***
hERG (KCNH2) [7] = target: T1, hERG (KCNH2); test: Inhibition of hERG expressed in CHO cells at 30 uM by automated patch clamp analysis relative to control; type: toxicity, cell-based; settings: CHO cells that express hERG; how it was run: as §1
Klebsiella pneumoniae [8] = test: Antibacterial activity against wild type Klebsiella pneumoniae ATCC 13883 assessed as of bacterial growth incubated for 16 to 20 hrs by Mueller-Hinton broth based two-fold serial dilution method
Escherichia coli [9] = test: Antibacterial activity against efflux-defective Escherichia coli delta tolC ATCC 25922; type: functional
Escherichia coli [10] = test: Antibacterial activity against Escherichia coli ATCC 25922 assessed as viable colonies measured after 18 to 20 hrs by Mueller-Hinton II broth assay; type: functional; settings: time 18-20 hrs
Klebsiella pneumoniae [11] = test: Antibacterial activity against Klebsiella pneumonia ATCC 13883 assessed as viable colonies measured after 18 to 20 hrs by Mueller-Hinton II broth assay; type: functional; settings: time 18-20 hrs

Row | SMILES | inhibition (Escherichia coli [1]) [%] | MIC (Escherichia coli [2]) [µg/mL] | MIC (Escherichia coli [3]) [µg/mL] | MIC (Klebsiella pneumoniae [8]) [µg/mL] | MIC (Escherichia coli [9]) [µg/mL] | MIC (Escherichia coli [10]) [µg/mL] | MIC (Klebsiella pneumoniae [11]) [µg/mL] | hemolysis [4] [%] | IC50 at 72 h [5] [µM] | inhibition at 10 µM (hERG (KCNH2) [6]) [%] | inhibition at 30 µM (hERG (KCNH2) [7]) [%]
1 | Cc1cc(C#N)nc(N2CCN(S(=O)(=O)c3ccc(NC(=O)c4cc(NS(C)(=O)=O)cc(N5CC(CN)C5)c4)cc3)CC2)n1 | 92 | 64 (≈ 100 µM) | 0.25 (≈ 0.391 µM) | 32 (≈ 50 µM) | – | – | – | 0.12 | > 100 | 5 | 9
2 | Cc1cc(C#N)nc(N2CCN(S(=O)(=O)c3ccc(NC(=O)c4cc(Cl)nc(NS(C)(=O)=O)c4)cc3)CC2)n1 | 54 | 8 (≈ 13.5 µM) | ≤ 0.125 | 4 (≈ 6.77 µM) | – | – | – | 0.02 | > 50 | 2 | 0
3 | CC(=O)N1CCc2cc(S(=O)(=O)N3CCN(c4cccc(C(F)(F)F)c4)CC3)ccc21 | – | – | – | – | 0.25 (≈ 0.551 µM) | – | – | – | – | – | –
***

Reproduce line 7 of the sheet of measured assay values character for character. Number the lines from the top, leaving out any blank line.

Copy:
1 | Cc1cc(C#N)nc(N2CCN(S(=O)(=O)c3ccc(NC(=O)c4cc(NS(C)(=O)=O)cc(N5CC(CN)C5)c4)cc3)CC2)n1 | 92 | 64 (≈ 100 µM) | 0.25 (≈ 0.391 µM) | 32 (≈ 50 µM) | – | – | – | 0.12 | > 100 | 5 | 9